One of the perks of age is qualifying for senior discounts offered by airlines, restaurants, retailers and other businesses. And just because you are not old enough to collect Social Security doesnt mean you cant enjoy a senior moment.
The biggest hurdles for potential bargain hunters are finding the discounts and seeing if you qualify, because senior is a moving target. Some businesses give senior discounts only to people older than 65. Others start at 62. Still others offer savings to younger whippersnappers.
One quick way to find many of the bargains is by going to www.SeniorDiscounts.com. The Web site features a database of 135,000 discounts, grouped by categories. Each listing gives you the amount of the discount and age requirement for getting it. David Smidt, president of the Chicago-based company, says SeniorDiscounts.com, which launched in 2001, attracts 60,000 visitors a month.
The search is easy and free. Enter your ZIP code and select a category on the dropdown menu. There are 22 categories, including restaurants, movie theaters, retail stores, hotels and other travel-related businesses. Smidt says the average discount is 10 percent to 15 percent, but some hotels may offer as much as a 50 percent discount. And once you find the discount you want, dont be shy. Ask for it, because they probably wont offer it to you automatically, Smidt says.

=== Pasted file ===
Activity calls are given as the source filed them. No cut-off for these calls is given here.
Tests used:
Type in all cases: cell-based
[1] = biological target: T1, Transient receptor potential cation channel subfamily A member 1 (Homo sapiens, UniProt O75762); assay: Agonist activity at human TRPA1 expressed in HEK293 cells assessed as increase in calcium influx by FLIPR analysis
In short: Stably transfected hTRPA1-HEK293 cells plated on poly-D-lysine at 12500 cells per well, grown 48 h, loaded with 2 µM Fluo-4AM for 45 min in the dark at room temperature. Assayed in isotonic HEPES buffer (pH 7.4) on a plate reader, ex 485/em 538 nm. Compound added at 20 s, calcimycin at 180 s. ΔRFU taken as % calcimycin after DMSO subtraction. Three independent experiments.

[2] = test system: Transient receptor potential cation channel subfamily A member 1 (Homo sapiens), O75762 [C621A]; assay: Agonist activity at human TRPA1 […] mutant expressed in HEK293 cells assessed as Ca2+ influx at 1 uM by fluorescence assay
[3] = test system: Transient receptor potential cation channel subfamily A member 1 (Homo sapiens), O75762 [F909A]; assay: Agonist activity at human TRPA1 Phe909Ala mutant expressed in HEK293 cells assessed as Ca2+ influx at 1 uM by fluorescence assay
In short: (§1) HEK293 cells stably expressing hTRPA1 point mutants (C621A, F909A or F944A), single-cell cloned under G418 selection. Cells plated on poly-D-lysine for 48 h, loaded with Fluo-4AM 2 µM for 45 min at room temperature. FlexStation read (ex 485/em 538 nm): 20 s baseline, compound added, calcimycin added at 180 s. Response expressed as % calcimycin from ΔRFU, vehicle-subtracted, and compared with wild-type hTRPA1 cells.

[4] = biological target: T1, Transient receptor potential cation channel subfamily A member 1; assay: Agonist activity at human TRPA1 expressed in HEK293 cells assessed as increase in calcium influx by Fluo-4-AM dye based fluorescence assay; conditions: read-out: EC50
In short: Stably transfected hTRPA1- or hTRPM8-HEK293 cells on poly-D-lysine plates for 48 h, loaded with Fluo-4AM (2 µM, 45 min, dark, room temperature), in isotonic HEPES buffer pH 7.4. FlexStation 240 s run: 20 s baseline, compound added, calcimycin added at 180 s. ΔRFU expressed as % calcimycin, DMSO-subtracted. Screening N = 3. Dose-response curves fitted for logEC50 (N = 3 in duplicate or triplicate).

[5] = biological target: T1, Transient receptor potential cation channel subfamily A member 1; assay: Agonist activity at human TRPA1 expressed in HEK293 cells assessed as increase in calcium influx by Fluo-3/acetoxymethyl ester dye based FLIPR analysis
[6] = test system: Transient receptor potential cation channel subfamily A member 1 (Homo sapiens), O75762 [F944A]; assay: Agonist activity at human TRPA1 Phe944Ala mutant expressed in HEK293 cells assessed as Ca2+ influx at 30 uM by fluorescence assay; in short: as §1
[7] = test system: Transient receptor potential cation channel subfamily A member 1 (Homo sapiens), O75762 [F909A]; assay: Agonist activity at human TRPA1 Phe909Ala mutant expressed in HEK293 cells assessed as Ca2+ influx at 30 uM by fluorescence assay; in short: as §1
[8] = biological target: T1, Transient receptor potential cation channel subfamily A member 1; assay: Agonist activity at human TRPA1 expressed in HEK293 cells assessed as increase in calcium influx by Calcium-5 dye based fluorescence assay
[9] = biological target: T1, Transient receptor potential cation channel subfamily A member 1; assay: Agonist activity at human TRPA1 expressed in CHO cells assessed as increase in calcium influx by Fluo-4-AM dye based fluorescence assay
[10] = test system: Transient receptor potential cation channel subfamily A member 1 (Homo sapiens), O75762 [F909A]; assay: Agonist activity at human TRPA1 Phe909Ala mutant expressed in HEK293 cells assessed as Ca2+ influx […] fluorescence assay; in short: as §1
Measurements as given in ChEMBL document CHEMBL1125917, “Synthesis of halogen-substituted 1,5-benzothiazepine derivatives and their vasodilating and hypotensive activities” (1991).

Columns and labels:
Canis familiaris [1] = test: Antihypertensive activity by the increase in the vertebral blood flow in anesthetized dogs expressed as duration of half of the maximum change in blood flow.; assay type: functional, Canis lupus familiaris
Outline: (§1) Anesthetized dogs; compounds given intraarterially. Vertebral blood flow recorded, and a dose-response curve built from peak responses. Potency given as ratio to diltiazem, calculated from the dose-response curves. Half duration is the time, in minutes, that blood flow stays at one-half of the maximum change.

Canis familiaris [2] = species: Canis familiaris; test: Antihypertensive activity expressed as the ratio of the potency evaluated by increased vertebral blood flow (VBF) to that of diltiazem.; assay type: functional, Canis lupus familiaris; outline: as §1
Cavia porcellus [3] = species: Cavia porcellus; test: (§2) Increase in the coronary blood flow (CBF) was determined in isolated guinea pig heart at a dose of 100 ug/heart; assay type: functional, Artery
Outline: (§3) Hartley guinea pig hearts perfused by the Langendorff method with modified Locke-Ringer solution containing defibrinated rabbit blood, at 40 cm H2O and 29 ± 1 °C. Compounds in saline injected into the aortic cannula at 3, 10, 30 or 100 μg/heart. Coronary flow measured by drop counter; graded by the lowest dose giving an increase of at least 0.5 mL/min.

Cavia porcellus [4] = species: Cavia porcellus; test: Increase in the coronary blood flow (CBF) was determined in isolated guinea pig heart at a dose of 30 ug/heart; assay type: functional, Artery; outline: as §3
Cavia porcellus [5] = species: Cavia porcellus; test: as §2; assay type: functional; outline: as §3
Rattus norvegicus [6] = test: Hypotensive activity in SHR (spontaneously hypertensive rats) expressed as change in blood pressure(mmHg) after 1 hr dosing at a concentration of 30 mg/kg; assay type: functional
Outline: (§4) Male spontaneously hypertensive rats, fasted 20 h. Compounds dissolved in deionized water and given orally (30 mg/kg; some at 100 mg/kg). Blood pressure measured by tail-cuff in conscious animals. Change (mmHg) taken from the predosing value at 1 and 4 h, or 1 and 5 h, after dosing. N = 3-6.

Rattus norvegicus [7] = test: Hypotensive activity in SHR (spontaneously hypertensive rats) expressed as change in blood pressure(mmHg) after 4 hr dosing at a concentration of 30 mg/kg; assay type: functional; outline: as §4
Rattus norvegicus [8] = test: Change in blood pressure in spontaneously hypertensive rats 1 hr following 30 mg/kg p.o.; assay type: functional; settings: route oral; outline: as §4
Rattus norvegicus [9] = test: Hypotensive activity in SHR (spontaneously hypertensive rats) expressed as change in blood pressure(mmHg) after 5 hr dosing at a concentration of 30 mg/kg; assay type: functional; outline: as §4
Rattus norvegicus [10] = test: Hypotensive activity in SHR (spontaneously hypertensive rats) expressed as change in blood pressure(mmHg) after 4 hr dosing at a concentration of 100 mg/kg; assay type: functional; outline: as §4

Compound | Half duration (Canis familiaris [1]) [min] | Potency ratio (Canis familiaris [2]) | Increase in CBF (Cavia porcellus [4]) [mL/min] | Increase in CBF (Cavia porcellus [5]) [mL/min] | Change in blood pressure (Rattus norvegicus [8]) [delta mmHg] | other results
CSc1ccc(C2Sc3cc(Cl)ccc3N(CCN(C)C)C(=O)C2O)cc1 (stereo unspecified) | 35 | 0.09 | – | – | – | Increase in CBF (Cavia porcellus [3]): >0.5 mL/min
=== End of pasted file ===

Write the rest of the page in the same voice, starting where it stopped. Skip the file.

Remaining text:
Smidt finds the information for the database from several sources. He scours the Internet and calls major chains to find out what they are offering. Members and businesses tell him of available discounts. Members also tell him if the listed discounts have changed or been canceled, so the database is continually updated.
SeniorDiscounts also has a paid membership that offers exclusive discounts above the generally available bargains. Members receive a printed directory of the online discounts, a nice resource for those who dont have Internet access. The cost is $24, but Smidt says he is revamping the membership program and intends to drop the price.
One of the pitfalls of the term senior discount is that it may be a turnoff to boomers, a generation that clings to its youth. Smidts advice to someone in their 50s: Grow up.
They may not like being called a senior, but there are some really good discounts out there, Smidt says. It would be a shame not to use them.
Distributed by the Los Angeles Times-Washington Post News Service.
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